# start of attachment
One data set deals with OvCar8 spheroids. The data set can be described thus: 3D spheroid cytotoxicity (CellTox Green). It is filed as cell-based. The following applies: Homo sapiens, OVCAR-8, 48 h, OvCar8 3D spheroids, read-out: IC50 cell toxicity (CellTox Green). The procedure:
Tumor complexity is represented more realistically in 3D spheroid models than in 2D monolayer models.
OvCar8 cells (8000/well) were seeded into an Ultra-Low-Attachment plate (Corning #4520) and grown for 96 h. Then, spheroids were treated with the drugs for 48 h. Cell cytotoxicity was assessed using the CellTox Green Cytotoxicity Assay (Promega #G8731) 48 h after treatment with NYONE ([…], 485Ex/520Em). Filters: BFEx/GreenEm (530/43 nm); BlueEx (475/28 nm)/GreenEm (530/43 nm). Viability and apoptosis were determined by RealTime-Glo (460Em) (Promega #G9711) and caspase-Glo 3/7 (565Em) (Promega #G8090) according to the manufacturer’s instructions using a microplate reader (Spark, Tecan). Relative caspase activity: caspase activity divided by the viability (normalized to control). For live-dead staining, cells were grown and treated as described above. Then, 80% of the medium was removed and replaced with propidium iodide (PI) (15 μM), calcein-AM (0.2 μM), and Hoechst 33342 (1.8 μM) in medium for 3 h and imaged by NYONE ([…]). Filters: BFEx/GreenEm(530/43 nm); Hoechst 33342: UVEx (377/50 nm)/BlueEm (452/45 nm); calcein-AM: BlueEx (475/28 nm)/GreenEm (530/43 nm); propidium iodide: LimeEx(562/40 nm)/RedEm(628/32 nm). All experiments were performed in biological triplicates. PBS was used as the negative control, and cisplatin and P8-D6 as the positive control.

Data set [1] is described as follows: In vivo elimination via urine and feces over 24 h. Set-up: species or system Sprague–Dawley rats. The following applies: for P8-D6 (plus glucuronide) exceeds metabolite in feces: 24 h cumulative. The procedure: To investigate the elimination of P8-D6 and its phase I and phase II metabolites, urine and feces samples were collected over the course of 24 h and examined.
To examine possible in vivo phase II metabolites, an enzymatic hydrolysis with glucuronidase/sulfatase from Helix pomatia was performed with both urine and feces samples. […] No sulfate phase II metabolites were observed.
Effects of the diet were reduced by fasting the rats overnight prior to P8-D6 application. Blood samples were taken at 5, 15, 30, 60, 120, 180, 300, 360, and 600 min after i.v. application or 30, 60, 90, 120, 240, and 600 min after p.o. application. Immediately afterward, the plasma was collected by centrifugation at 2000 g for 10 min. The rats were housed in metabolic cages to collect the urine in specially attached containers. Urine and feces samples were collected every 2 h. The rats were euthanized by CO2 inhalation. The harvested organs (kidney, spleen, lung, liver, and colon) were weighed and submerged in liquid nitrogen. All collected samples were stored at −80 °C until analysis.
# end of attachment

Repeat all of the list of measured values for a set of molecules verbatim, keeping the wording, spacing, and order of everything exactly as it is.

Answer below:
One data set deals with OvCar8 spheroids. The data set can be described thus: 3D spheroid cytotoxicity (CellTox Green). It is filed as cell-based. The following applies: Homo sapiens, OVCAR-8, 48 h, OvCar8 3D spheroids, read-out: IC50 cell toxicity (CellTox Green). The procedure:
Tumor complexity is represented more realistically in 3D spheroid models than in 2D monolayer models.
OvCar8 cells (8000/well) were seeded into an Ultra-Low-Attachment plate (Corning #4520) and grown for 96 h. Then, spheroids were treated with the drugs for 48 h. Cell cytotoxicity was assessed using the CellTox Green Cytotoxicity Assay (Promega #G8731) 48 h after treatment with NYONE ([…], 485Ex/520Em). Filters: BFEx/GreenEm (530/43 nm); BlueEx (475/28 nm)/GreenEm (530/43 nm). Viability and apoptosis were determined by RealTime-Glo (460Em) (Promega #G9711) and caspase-Glo 3/7 (565Em) (Promega #G8090) according to the manufacturer’s instructions using a microplate reader (Spark, Tecan). Relative caspase activity: caspase activity divided by the viability (normalized to control). For live-dead staining, cells were grown and treated as described above. Then, 80% of the medium was removed and replaced with propidium iodide (PI) (15 μM), calcein-AM (0.2 μM), and Hoechst 33342 (1.8 μM) in medium for 3 h and imaged by NYONE ([…]). Filters: BFEx/GreenEm(530/43 nm); Hoechst 33342: UVEx (377/50 nm)/BlueEm (452/45 nm); calcein-AM: BlueEx (475/28 nm)/GreenEm (530/43 nm); propidium iodide: LimeEx(562/40 nm)/RedEm(628/32 nm). All experiments were performed in biological triplicates. PBS was used as the negative control, and cisplatin and P8-D6 as the positive control.

Data set [1] is described as follows: In vivo elimination via urine and feces over 24 h. Set-up: species or system Sprague–Dawley rats. The following applies: for P8-D6 (plus glucuronide) exceeds metabolite in feces: 24 h cumulative. The procedure: To investigate the elimination of P8-D6 and its phase I and phase II metabolites, urine and feces samples were collected over the course of 24 h and examined.
To examine possible in vivo phase II metabolites, an enzymatic hydrolysis with glucuronidase/sulfatase from Helix pomatia was performed with both urine and feces samples. […] No sulfate phase II metabolites were observed.
Effects of the diet were reduced by fasting the rats overnight prior to P8-D6 application. Blood samples were taken at 5, 15, 30, 60, 120, 180, 300, 360, and 600 min after i.v. application or 30, 60, 90, 120, 240, and 600 min after p.o. application. Immediately afterward, the plasma was collected by centrifugation at 2000 g for 10 min. The rats were housed in metabolic cages to collect the urine in specially attached containers. Urine and feces samples were collected every 2 h. The rats were euthanized by CO2 inhalation. The harvested organs (kidney, spleen, lung, liver, and colon) were weighed and submerged in liquid nitrogen. All collected samples were stored at −80 °C until analysis.